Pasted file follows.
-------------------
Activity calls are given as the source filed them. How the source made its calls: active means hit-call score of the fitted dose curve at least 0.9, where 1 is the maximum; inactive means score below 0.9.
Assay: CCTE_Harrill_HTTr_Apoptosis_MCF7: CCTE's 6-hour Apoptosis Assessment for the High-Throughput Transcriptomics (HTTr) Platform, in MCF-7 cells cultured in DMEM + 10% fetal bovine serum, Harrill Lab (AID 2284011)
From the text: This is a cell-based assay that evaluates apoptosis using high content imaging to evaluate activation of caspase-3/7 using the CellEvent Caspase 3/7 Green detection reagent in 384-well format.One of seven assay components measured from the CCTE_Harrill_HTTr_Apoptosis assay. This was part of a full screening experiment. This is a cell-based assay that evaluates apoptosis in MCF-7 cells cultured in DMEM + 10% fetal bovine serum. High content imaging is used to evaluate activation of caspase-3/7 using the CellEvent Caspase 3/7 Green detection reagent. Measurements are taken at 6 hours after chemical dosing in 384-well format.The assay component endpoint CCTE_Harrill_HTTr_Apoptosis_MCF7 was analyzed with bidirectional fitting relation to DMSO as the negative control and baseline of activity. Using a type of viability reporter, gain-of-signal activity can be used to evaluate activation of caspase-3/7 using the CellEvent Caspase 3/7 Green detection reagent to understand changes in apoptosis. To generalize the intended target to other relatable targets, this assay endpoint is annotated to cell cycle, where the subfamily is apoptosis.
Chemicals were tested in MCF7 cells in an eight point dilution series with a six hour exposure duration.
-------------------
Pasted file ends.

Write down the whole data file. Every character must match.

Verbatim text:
Activity calls are given as the source filed them. How the source made its calls: active means hit-call score of the fitted dose curve at least 0.9, where 1 is the maximum; inactive means score below 0.9.
Assay: CCTE_Harrill_HTTr_Apoptosis_MCF7: CCTE's 6-hour Apoptosis Assessment for the High-Throughput Transcriptomics (HTTr) Platform, in MCF-7 cells cultured in DMEM + 10% fetal bovine serum, Harrill Lab (AID 2284011)
From the text: This is a cell-based assay that evaluates apoptosis using high content imaging to evaluate activation of caspase-3/7 using the CellEvent Caspase 3/7 Green detection reagent in 384-well format.One of seven assay components measured from the CCTE_Harrill_HTTr_Apoptosis assay. This was part of a full screening experiment. This is a cell-based assay that evaluates apoptosis in MCF-7 cells cultured in DMEM + 10% fetal bovine serum. High content imaging is used to evaluate activation of caspase-3/7 using the CellEvent Caspase 3/7 Green detection reagent. Measurements are taken at 6 hours after chemical dosing in 384-well format.The assay component endpoint CCTE_Harrill_HTTr_Apoptosis_MCF7 was analyzed with bidirectional fitting relation to DMSO as the negative control and baseline of activity. Using a type of viability reporter, gain-of-signal activity can be used to evaluate activation of caspase-3/7 using the CellEvent Caspase 3/7 Green detection reagent to understand changes in apoptosis. To generalize the intended target to other relatable targets, this assay endpoint is annotated to cell cycle, where the subfamily is apoptosis.
Chemicals were tested in MCF7 cells in an eight point dilution series with a six hour exposure duration.